Consider how many photographs any one person from the mid-1800s expected to own in their lifetime. Given the high cost and logistical issues (adequate dress, ability to access to studios) many families might aspire to only one or two.
Even the most photographed person of the 19th century, abolitionist Frederick Douglass, who frequently sat for photographs to provide a counter-example to the extant stereotypes of African-Americans in the 1800s, can boast only roughly 160 surviving photographs.
Compare such a stellar record (by nineteenth century standards) to today’s prominent individuals like Barack and Michelle Obama for whom over 400 images can be seen on the first page of Google Images alone (a sample of which appears below.) There must by now be millions of photographs of the Obamas in existence; I feel strongly that Frederick Douglass would have approved.
If it was so difficult to create a photograph in the mid to late 1800s, then one might well understand making the argument as Henry Peach Robinson did that it was imperative that a photographer use all his tricks to make it a good one, including swapping out a ‘poor’ sky for a ‘good’ sky in an image. However, the resistance to this argument was heated even in his time. For example, Quentin Bajac relates the following story in his The Invention of Photography:
“In 1855, a lively debate on the subject of retouching occurred within the Société française de photographie between the critic Paul Périer and the photographer Eugene Durieu. Périer defended the practice in the name of art: ‘Let me touch my negatives and even my positives if I can improve them and embellish them even one degree.’ Durieu was opposed to manual intervention of any description, as ‘using a paintbrush to help photography under the pretext of introducing art into it actually excludes the art of photography. … One will merely obtain something indefinable, which at most would be a curiosity.'”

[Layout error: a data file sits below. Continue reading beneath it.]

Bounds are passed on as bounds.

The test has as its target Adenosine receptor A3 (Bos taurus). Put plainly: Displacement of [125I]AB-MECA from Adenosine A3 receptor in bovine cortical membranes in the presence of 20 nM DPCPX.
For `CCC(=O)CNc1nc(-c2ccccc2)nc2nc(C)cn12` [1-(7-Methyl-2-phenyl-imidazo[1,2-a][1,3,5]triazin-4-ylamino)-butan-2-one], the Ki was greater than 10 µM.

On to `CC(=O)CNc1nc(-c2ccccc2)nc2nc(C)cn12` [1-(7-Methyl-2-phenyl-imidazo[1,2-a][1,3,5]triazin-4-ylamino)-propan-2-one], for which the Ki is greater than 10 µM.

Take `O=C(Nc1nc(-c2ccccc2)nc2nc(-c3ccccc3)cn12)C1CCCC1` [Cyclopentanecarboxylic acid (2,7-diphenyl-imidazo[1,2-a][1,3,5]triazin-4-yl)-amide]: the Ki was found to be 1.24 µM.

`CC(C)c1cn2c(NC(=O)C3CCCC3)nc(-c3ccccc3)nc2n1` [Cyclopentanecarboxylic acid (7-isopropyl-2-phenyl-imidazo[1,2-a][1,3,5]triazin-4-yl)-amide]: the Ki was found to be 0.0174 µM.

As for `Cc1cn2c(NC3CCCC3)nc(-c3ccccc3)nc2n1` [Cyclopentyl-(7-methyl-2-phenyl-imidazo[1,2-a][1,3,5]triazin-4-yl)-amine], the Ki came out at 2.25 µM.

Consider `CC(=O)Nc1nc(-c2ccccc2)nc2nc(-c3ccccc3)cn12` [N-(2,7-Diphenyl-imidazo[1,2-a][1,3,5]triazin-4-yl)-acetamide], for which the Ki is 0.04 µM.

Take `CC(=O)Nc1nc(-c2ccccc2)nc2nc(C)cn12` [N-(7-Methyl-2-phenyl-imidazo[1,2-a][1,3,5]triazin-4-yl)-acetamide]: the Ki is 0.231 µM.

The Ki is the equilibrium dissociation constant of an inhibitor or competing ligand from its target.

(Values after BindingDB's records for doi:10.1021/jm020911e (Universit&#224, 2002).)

Perhaps it is better to lift our perspective out of an argument about whether photography is a scientific representation of people, places and events into a broader view. In this broader view, perhaps we could acknowledge that when photography came into being, it also spawned new, photoARTistic mediums in which photography plays a supporting role.
If we recast photo manipulation this way, then Durieu and I are no longer in ‘pestilent error,’ but simply discerning scientists / artists who can appreciate both photography and photoART, but most definitely make a distinction between them. I find that the more I research photography and its derivatives, the more strongly I take the view that once we begin making significant changes to our photographs, they cease to be photographs, and become photoART.
So, in photography, please give me the sky that was in the scene of your photograph at the moment you took it, not some ‘better’ version. But if you are creating and acknowledging a work of photoART and another sky suits your artistic vision, there is no reason to cavil. In photography, the limit is the sky; in photoART, the sky’s the limit.
Sabrina Caldwell 25 April, 2016
 Robinson, Henry Peach.  The legitimacy of skies in photographs. Pictorial effect in photography, being hints on composition and chiaroscuro for photographers. Piper & Carter, pp. 58-62 (Reprinted edition by Helios, 1971)
 Wikimedia Commons, Public Domain. By Henry Peach Robinson. https://commons.wikimedia.org/wiki/File:Fading_Away.jpg
 Baldwin, George. . Looking at photographs: A guide to technical terms. The J. Paul Getty Museum in association with British Museum Press. p. 27
 Wikimedia Commons. Public Domain. By George Kendall Warren – This media is available in the holdings of the National Archives and Records Administration, cataloged under the ARC Identifier (National Archives Identifier) 558770.https://commons.wikimedia.org/w/index.php?curid=1044449
 Bajac, Quentin.  The invention of photography: The first fifty years. Thames & Hudson, p.64